Magnetism froentgenom substances which have atomic magnetized purchase (ˆ

Magnetism froentgenom substances which have atomic magnetized purchase (ˆ

MAGNETISM OF SUPERCONDUCTORS. The currents shield the body of the superconductor from ex boyfriendternal magnetic fields; therefore, in a massive superconductor the magnetic field is equal to zero when T < Tc (the Meissner effect).

Ferromagnetism can be acquired into the ingredients which have a positive change opportunity (ˆ

int » ?B or ˆint » kT). FERROMAGNETISM. ex > 0): crystals of iron, cobalt, and nickel and a number of rare earths (gadolinium, terbium, dysprosium, holmium, erbium, thulium, and ytterbium) and alloys and compounds of these elements, as well as alloys of chromium and manganese and compounds of uranium. Spontaneous magnetization at temperatures below the Curie point ? is characteristic of ferromagnetism, and when T > ? ferromagnets pass into the paramagnetic or antiferromagnetic state (the latter case is observed, for example, in some rare earths). However, experiments have shown that ferromagnetic solids have no net magnetization in the absence of an external field (if the secondary phenomenon of residual magnetization is disregarded); this is because when H = 0 a ferromagnet breaks down into a large number of microscopic, spontaneously magnetized regions (domains). The magnetization vectors of the individual domains are oriented in such a way that the total magnetization of the ferromagnet is equal to zero. In an external field the domain structure changes, and the ferromagnet acquires net magnetization.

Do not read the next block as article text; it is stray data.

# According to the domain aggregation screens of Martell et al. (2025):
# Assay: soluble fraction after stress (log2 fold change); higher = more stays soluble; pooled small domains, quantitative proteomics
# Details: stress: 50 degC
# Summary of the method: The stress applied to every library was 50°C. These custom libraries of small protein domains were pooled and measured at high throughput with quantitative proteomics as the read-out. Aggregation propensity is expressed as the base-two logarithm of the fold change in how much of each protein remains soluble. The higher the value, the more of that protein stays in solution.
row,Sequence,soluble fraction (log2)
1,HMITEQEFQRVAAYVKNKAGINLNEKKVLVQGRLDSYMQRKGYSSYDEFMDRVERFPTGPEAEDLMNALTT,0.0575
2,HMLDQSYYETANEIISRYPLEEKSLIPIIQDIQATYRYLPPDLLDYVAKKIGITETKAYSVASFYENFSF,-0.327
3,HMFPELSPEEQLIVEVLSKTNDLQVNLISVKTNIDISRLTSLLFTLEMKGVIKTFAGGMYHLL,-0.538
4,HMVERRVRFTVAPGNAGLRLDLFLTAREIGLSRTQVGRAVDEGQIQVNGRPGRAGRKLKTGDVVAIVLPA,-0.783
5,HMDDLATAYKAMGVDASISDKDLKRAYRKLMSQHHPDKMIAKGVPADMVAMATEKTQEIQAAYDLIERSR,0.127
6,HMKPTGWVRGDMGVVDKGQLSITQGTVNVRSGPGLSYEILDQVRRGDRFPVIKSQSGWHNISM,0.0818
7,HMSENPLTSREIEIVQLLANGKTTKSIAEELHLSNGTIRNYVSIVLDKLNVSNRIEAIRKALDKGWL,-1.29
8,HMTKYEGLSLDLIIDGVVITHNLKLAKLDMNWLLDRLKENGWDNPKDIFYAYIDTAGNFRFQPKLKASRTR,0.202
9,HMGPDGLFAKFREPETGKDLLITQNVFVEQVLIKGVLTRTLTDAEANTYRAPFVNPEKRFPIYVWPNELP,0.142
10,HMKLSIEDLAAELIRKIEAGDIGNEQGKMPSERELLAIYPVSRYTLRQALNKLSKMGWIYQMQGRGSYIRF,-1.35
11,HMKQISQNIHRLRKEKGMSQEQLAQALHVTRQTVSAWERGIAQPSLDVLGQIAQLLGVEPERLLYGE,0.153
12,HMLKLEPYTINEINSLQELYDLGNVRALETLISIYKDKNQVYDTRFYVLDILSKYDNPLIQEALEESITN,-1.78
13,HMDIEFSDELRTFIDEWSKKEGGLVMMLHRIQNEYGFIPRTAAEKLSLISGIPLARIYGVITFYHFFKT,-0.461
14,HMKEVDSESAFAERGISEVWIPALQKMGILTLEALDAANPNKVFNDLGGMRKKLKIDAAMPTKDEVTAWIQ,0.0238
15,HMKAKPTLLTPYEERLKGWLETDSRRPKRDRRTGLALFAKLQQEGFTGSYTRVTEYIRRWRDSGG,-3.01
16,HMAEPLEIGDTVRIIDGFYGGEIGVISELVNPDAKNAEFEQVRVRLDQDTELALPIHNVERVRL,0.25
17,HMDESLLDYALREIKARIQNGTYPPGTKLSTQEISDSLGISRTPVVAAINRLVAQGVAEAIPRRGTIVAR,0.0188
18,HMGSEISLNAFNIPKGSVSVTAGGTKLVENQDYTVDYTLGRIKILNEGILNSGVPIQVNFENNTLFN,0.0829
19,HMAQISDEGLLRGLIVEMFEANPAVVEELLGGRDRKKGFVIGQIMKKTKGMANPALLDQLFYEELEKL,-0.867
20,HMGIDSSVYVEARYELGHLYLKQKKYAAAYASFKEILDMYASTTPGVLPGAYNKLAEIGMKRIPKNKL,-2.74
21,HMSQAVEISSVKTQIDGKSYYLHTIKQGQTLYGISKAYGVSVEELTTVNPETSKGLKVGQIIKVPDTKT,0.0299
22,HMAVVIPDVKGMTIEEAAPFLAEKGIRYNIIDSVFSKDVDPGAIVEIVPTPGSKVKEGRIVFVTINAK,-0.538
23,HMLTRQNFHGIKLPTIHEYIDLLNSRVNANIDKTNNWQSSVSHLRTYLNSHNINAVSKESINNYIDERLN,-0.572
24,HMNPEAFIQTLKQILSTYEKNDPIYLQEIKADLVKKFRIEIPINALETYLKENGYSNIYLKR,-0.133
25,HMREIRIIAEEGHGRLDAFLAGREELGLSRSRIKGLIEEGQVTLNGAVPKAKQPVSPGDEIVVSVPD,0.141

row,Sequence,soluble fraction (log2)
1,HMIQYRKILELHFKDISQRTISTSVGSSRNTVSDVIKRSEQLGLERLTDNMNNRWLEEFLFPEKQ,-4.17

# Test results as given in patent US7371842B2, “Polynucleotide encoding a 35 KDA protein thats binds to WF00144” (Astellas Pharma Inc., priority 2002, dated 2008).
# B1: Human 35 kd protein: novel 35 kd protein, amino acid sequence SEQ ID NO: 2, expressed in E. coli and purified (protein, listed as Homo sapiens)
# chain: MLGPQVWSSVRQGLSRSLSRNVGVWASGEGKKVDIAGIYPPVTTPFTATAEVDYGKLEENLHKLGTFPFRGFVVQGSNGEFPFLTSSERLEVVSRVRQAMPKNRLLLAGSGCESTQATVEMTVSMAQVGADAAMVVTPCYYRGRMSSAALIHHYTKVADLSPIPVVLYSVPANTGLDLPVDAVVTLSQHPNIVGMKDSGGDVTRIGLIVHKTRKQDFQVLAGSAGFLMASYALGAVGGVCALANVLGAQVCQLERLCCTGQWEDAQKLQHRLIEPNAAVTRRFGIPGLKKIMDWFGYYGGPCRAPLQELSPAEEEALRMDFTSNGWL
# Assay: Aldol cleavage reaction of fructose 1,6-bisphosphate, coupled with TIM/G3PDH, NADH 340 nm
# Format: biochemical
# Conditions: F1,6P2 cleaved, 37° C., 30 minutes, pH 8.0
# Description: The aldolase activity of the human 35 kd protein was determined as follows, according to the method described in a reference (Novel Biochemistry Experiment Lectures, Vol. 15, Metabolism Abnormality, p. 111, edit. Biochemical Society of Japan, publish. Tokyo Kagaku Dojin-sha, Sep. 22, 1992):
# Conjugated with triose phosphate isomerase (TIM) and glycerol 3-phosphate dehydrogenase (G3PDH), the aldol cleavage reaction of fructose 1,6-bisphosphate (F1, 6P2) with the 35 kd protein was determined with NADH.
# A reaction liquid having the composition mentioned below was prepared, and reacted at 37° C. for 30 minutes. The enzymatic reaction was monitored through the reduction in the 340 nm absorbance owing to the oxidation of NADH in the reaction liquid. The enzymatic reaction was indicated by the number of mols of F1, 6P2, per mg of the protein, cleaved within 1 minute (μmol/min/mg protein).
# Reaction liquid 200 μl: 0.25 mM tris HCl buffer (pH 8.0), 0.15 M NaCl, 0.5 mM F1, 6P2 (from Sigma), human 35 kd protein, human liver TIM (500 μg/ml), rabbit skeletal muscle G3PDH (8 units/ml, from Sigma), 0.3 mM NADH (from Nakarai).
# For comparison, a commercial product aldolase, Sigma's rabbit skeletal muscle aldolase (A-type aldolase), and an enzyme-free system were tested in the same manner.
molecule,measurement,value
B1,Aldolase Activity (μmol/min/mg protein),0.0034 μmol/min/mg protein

The new magnetism regarding superconductors stems from electronic currents streaming in a skin coating with an occurrence of your order regarding ten -5 cm

ANTIFERROMAGNETISM. Antiferromagnetism exists in substances that have a negative exchange energy (ˆex < 0): crystals of chromium and manganese, a number of rare earths (cesium, praseodymium, neodymium, samarium, and europium), and numerous compounds and alloys in which elements of transition groups are found. In magnetic terms the crystal lattice of such substances breaks down into magnetic sublattices, whose spontaneous magnetization vectors Jki, are either antiparallel (collinear antiferromagnetic bond) or are opposed to each other at angles that differ from 0° and 180° (noncollinear bond). If the total Shreveport escort moment of all magnetic sublattices in an antiferromagnet is equal to zero, then compensated antiferromagnetism is present, but uncompensated antiferromagnetism, or ferrimagnetism, which is found chiefly in crystals of metal oxides with a crystal lattice of the spinel type, such as garnet and perovskite (called ferrites), is observed in the case of nonzero differential spontaneous magnetization. These solids (usually semiconductors and insulators) are similar in magnetic properties to ordinary ferromagnets. When the compensation for magnetic moments is disturbed in antiferromagnets because of the weak interaction between the atomic carriers of magnetism, very slight spontaneous magnetization of the substances takes place (of the order of 0.1 percent of the ordinary values for ferromagnets and ferrimagnets). Such substances are called weak ferromagnets; examples are hematite, a-Fe2Ostep 3, and the carbonates of a number of metals and orthoferrites.

The magnetic state of a ferromagnet or antiferromagnet in an external magnetic field H is determined by the previous state of the magnet (the magnetic prehistory of the sample), in addition to the field strength. This phenomenon is called hysteresis. Magnetic hysteresis is manifested in the indeterminacy of the dependence of J on H (in the presence of a hysteresis loop). Because of hysteresis, elimination of the external field is insufficient for demagnetization of a specimen, since when H = 0 the specimen will retain its residual magnetization Jr. An opposite magnetic field Hc, which is called the coercive force, must be applied. A distinction is made between soft-magnetic materials (Hc < 800 amperes per meter [A/m], or 10 oersteds) and hard-magnetic, or high-coercivity, materials (Hc > 4 kA/m, or 50 oersteds), depending on the value of Hc. The quantities Jr and Hc are dependent on temperature and generally decline as the temperature increases, tending toward zero as T approaches ?.